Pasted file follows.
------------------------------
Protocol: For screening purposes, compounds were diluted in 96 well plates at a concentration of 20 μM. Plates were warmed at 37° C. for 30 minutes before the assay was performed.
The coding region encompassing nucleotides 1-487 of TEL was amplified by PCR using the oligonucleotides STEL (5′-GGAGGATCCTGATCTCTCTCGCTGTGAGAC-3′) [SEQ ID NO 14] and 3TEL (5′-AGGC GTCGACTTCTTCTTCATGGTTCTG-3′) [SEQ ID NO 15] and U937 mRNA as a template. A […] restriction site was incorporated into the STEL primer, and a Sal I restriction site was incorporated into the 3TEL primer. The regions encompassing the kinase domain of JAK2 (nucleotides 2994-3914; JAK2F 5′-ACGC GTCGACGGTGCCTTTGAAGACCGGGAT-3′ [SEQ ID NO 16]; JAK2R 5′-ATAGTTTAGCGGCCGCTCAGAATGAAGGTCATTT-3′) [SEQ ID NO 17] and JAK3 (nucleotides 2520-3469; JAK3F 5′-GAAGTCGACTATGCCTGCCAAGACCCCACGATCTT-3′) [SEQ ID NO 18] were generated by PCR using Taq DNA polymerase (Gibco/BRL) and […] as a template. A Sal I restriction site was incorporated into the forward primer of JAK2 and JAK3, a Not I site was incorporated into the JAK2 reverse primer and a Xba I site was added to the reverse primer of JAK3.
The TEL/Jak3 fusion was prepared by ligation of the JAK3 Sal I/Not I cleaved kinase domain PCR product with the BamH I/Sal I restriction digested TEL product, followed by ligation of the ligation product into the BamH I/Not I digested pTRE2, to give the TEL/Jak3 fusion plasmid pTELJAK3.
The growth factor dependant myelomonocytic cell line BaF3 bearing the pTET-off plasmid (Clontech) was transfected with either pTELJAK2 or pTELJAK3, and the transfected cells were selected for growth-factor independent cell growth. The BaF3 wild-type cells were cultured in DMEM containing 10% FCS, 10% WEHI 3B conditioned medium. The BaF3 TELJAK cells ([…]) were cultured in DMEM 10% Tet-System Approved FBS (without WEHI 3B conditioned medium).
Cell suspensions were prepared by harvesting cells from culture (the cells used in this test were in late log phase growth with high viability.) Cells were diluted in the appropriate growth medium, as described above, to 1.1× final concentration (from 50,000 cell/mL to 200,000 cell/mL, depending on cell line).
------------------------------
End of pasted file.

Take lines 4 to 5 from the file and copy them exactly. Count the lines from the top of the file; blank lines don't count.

The growth factor dependant myelomonocytic cell line BaF3 bearing the pTET-off plasmid (Clontech) was transfected with either pTELJAK2 or pTELJAK3, and the transfected cells were selected for growth-factor independent cell growth. The BaF3 wild-type cells were cultured in DMEM containing 10% FCS, 10% WEHI 3B conditioned medium. The BaF3 TELJAK cells ([…]) were cultured in DMEM 10% Tet-System Approved FBS (without WEHI 3B conditioned medium).
Cell suspensions were prepared by harvesting cells from culture (the cells used in this test were in late log phase growth with high viability.) Cells were diluted in the appropriate growth medium, as described above, to 1.1× final concentration (from 50,000 cell/mL to 200,000 cell/mL, depending on cell line).